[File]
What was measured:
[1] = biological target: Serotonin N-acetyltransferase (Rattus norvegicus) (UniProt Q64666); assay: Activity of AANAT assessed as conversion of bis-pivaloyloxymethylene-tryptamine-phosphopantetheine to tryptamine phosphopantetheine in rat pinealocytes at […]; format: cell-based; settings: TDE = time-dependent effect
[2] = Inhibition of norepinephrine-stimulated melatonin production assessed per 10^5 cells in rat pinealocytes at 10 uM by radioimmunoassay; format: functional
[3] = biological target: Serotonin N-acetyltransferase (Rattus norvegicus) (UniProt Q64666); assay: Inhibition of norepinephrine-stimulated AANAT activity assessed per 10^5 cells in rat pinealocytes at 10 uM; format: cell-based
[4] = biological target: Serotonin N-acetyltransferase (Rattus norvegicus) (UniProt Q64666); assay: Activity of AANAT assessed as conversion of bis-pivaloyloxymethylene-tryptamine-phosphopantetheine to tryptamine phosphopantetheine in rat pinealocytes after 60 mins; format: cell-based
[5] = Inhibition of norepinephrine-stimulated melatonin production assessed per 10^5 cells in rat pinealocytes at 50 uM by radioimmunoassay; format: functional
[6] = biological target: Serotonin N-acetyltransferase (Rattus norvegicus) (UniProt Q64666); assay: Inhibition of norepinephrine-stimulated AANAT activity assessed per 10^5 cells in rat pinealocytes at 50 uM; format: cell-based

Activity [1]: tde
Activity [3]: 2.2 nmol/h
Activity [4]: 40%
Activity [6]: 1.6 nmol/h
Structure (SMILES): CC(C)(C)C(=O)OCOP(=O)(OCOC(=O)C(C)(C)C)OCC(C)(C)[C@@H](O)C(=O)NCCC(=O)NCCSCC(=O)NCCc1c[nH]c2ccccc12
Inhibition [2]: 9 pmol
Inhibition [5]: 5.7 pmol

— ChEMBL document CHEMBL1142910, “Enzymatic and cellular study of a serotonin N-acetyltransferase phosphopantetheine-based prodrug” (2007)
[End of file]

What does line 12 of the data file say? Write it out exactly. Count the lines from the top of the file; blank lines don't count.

Structure (SMILES): CC(C)(C)C(=O)OCOP(=O)(OCOC(=O)C(C)(C)C)OCC(C)(C)[C@@H](O)C(=O)NCCC(=O)NCCSCC(=O)NCCc1c[nH]c2ccccc12